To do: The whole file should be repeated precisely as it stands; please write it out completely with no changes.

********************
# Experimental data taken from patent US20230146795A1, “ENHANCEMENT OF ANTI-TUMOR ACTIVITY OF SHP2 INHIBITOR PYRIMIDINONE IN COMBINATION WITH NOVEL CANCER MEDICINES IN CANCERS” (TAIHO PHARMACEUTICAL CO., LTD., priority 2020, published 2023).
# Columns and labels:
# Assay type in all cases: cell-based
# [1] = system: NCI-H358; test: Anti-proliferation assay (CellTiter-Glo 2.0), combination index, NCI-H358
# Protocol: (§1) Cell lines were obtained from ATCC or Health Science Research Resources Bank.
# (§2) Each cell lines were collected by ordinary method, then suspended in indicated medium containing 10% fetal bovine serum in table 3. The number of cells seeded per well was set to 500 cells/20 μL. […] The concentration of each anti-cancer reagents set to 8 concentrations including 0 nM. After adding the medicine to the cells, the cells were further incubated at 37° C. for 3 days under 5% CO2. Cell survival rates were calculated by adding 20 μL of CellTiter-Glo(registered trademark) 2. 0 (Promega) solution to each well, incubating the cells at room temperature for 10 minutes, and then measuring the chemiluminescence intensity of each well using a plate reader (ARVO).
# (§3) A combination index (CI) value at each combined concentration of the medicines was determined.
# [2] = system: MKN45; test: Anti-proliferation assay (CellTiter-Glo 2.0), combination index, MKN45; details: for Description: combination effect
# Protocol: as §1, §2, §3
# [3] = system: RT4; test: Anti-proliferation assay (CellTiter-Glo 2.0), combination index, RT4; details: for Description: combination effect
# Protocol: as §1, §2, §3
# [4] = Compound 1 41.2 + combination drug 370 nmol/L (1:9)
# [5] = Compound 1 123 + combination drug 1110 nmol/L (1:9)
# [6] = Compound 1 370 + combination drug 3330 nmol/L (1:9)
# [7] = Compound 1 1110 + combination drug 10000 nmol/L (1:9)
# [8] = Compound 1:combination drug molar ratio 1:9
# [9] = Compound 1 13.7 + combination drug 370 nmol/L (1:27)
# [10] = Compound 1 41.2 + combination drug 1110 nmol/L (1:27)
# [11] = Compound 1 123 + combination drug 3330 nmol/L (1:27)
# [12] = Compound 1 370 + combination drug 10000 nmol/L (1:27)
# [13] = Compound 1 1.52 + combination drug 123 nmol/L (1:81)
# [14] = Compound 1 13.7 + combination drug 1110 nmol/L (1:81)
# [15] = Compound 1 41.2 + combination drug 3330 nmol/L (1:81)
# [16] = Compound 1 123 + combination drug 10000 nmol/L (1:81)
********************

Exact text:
# Experimental data taken from patent US20230146795A1, “ENHANCEMENT OF ANTI-TUMOR ACTIVITY OF SHP2 INHIBITOR PYRIMIDINONE IN COMBINATION WITH NOVEL CANCER MEDICINES IN CANCERS” (TAIHO PHARMACEUTICAL CO., LTD., priority 2020, published 2023).
# Columns and labels:
# Assay type in all cases: cell-based
# [1] = system: NCI-H358; test: Anti-proliferation assay (CellTiter-Glo 2.0), combination index, NCI-H358
# Protocol: (§1) Cell lines were obtained from ATCC or Health Science Research Resources Bank.
# (§2) Each cell lines were collected by ordinary method, then suspended in indicated medium containing 10% fetal bovine serum in table 3. The number of cells seeded per well was set to 500 cells/20 μL. […] The concentration of each anti-cancer reagents set to 8 concentrations including 0 nM. After adding the medicine to the cells, the cells were further incubated at 37° C. for 3 days under 5% CO2. Cell survival rates were calculated by adding 20 μL of CellTiter-Glo(registered trademark) 2. 0 (Promega) solution to each well, incubating the cells at room temperature for 10 minutes, and then measuring the chemiluminescence intensity of each well using a plate reader (ARVO).
# (§3) A combination index (CI) value at each combined concentration of the medicines was determined.
# [2] = system: MKN45; test: Anti-proliferation assay (CellTiter-Glo 2.0), combination index, MKN45; details: for Description: combination effect
# Protocol: as §1, §2, §3
# [3] = system: RT4; test: Anti-proliferation assay (CellTiter-Glo 2.0), combination index, RT4; details: for Description: combination effect
# Protocol: as §1, §2, §3
# [4] = Compound 1 41.2 + combination drug 370 nmol/L (1:9)
# [5] = Compound 1 123 + combination drug 1110 nmol/L (1:9)
# [6] = Compound 1 370 + combination drug 3330 nmol/L (1:9)
# [7] = Compound 1 1110 + combination drug 10000 nmol/L (1:9)
# [8] = Compound 1:combination drug molar ratio 1:9
# [9] = Compound 1 13.7 + combination drug 370 nmol/L (1:27)
# [10] = Compound 1 41.2 + combination drug 1110 nmol/L (1:27)
# [11] = Compound 1 123 + combination drug 3330 nmol/L (1:27)
# [12] = Compound 1 370 + combination drug 10000 nmol/L (1:27)
# [13] = Compound 1 1.52 + combination drug 123 nmol/L (1:81)
# [14] = Compound 1 13.7 + combination drug 1110 nmol/L (1:81)
# [15] = Compound 1 41.2 + combination drug 3330 nmol/L (1:81)
# [16] = Compound 1 123 + combination drug 10000 nmol/L (1:81)